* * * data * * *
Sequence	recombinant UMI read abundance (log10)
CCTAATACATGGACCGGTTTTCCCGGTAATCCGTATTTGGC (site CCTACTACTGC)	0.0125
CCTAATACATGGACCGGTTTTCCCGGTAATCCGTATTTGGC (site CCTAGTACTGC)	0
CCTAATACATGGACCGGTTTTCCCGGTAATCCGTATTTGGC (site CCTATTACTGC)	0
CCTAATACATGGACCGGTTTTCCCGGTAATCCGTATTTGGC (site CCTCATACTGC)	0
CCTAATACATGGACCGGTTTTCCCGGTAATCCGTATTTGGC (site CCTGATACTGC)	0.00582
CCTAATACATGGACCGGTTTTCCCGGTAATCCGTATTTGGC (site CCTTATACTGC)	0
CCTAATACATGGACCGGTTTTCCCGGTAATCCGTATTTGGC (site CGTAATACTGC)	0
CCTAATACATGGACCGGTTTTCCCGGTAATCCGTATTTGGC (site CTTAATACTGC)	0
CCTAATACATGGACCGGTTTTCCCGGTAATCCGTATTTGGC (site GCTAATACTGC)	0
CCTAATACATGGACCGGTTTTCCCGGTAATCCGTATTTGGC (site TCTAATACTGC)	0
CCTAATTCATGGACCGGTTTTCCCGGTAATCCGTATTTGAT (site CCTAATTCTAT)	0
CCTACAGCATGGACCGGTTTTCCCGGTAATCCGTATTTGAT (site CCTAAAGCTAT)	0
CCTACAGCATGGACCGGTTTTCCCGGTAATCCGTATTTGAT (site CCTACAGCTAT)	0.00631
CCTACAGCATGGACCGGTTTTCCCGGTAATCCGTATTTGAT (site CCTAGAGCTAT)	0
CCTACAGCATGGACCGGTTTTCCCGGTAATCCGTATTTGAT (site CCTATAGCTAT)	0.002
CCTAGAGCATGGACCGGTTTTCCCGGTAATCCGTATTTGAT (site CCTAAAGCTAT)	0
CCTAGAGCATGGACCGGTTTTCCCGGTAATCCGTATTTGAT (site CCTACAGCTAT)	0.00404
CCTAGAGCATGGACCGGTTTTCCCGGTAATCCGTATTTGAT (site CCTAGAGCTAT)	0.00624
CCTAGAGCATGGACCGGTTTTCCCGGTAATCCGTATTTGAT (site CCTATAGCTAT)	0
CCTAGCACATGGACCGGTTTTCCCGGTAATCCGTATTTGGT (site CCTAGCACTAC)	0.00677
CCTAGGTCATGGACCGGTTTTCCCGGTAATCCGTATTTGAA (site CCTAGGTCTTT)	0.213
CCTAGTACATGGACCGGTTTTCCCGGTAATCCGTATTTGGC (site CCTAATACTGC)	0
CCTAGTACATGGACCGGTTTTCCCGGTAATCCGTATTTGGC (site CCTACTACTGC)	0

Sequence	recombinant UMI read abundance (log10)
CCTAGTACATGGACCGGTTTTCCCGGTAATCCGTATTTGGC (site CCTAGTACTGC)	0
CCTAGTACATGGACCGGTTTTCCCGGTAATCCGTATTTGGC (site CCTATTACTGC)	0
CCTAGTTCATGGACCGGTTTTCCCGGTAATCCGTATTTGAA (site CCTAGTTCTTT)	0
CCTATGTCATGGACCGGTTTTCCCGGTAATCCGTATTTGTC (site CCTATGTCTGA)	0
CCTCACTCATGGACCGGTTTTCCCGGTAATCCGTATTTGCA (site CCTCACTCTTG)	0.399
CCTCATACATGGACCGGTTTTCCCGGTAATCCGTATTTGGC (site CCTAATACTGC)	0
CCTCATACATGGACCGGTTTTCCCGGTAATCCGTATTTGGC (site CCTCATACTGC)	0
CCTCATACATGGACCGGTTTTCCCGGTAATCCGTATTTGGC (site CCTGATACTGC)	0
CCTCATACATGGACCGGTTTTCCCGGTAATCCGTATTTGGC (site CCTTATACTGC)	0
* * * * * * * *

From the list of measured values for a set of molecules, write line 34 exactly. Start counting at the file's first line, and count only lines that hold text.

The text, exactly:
CCTCATACATGGACCGGTTTTCCCGGTAATCCGTATTTGGC (site CCTTATACTGC)	0